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Wisconsin Bishop Settled Sex Claim

Thu. May 23, 2002 - By MELISSA McCORD, Associated Press Writer

MILWAUKEE (AP) - Archbishop Rembert Weakland, who has adopted a zero tolerance policy toward abusive priests, agreed in 1998 to pay $450,000 to a man who accused him of sex assault, according to documents cited Thursday by ABC News.

The report came a day after the Roman Catholic bishop of Lexington, Ky., temporarily stepped aside from his pastoral duties in the wake of a lawsuit filed by a man for alleged sexual abuse.

ABC said the agreement with Weakland had required Paul J. Marcoux, 53, to keep silent.

"I was involved in a cover-up. I accepted money to be silent about it, not to speak out against what was going on," Marcoux said in an interview broadcast on "Good Morning America."

Marcoux (pronounced mar COO) said he was sexually assaulted 20 years ago, when he was a student at Marquette University and had gone to the archbishop seeking advice about entering the priesthood.

Marcoux told the network Weakland "started to try and kiss me and continued to force himself on me, pull down my trousers and attempted to fondle me."

"Think of it in terms of date rape," Marcoux told ABC.

ABC said as part of the settlement, the archbishop and the archdiocese denied the claims. It said the church declined to comment until the report was aired. Matthew Flynn, an attorney for the archdiocese, reached after the interview aired on the East Coast but before it appeared in Milwaukee, declined comment to The Associated Press. Jerry Topczewski, the spokesman for the archdiocese, did not return calls from the AP.

A spokeswoman for the United States Conference of Catholic Bishops said the conference had no immediate comment.

In its report, ABC quoted from an 11-page handwritten letter dated Aug. 25, 1980. The letter, which according to ABC was written by Weakland, said the archbishop could not pay Marcoux more than $14,000 to settle the case.

"I should not put down on paper what I would not want the whole world to read. But here goes anyway," the letter said.

"I felt like the world's worst hypocrite. So gradually I came back to the importance of celibacy in my life."

The ABC report said Marcoux sought more money in 1997 and the archbishop paid $450,000 to settle the case on condition of secrecy.

Weakland, who reached the mandatory retirement age of 75 in April and is awaiting the Vatican (news - web sites)'s appointment of a new leader, has been under renewed criticism for how he dealt with a sexually abusive Roman Catholic priest in 1979.

In a newly released 1993 court document, Weakland said he moved the Rev. William Effinger to a new church after the priest admitted molesting a 13-year-old boy. Weakland issued a public apology in 1992 over the Effinger case.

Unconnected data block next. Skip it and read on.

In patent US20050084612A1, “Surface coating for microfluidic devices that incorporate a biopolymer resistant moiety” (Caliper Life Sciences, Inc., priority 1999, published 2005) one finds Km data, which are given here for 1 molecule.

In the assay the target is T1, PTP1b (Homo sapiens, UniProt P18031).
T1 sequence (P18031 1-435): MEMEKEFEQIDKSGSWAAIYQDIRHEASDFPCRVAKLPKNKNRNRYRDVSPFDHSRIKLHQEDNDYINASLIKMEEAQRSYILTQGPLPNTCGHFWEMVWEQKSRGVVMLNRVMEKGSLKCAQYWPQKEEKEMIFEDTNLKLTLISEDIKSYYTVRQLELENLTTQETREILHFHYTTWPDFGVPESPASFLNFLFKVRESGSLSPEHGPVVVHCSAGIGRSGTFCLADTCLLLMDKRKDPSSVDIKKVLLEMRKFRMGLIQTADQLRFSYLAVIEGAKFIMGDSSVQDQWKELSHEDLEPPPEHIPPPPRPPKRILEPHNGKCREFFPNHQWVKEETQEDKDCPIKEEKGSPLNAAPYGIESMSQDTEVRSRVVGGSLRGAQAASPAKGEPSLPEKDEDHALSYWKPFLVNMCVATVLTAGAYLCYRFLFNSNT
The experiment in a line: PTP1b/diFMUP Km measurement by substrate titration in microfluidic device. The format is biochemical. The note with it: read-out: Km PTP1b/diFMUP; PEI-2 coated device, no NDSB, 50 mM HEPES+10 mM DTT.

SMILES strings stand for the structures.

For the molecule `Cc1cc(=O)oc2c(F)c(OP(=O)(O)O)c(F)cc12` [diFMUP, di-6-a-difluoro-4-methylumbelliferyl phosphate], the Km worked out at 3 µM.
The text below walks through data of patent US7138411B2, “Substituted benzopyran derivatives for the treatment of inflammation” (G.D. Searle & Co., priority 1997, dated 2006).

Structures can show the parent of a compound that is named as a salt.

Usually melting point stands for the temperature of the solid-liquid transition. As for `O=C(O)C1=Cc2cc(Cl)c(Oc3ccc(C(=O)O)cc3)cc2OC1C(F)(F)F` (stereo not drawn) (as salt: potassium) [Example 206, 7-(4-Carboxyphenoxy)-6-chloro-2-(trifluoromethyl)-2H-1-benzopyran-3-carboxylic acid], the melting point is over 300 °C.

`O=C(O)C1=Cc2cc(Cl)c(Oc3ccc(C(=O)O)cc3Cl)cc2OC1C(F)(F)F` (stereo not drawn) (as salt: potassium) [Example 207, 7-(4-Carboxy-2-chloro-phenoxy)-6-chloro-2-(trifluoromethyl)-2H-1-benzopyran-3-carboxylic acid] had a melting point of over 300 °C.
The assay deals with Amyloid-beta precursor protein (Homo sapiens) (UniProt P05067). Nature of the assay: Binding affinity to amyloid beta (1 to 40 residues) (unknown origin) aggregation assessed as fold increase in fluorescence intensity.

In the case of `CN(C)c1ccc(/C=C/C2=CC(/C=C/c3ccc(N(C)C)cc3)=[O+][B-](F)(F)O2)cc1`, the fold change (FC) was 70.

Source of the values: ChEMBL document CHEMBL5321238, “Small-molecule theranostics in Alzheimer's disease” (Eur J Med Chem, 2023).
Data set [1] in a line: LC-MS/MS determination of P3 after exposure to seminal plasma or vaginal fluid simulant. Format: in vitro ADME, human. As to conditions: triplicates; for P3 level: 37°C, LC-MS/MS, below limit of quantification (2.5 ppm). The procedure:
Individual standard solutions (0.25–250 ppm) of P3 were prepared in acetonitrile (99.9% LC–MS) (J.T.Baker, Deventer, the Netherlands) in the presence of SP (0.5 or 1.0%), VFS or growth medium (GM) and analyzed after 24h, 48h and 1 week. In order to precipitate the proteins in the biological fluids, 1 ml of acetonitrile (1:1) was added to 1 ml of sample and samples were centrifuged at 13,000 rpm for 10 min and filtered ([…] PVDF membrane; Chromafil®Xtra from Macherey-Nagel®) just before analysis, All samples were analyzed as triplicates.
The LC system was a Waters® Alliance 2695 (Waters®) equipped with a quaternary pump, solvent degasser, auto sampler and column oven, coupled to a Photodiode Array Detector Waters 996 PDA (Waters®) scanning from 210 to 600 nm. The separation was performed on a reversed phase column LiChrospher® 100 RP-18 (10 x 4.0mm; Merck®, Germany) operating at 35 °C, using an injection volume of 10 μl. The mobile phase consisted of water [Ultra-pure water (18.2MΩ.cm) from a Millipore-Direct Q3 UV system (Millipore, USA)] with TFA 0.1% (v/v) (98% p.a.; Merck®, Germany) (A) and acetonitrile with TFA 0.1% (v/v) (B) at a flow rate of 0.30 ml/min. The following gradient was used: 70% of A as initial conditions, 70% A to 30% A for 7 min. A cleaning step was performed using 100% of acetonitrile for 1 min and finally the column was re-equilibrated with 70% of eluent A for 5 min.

In April, with sex abuse scandals battering dioceses across the country, the Milwaukee Archdiocese adopted a zero tolerance policy toward molestation by priests. Weakland also wrote a letter apologizing to anyone who was sexually abused by a priest and appointed a commission to review allegations of sexual abuse in the archdiocese.

Weakland, whose archdiocese serves 685,000 people, has been a liberal force in the church. In the 1980s, he helped draft a controversial pastoral letter describing poverty in the United States as a moral scandal.

Weakland was censured by the Vatican for studying why women have abortions. He has suggested the church discuss allowing the ordination of married men to solve the priest shortage and has pushed for the church to give women a greater role.

Last week, the archidiocese held simultaneous listening sessions in six parishes on sexual abuse in the church. Weakland attended one but did not answer questions.

In Kentucky, Bishop J. Kendrick Williams took administrative leave and strongly denied allegations that he abused anyone.

"Let me state this simply: the allegations are false," Williams said in a statement from the diocese Wednesday. "I do not remember the young man, and I have never been brutal to anyone in my entire life."

Bishop Anthony O'Connell of the Palm Beach, Fla., Diocese resigned in March after admitting to sexual misconduct years earlier in another state. He was the second bishop of Palm Beach to resign over a sex scandal in the last four years. Bishop Keith Symons became the first bishop to resign after admitting molestation.

Hawaii's Joseph Ferrario in 1989 was the first U.S. bishop accused of molestation. His accuser sued, but a court dismissed it as too late. Ferrario denied the charges and retired early in 1993.

Cardinal Roger Mahony of Los Angeles was accused of abuse this year, but police cleared him of the accusation.

Survivors Network of those Abused by Priests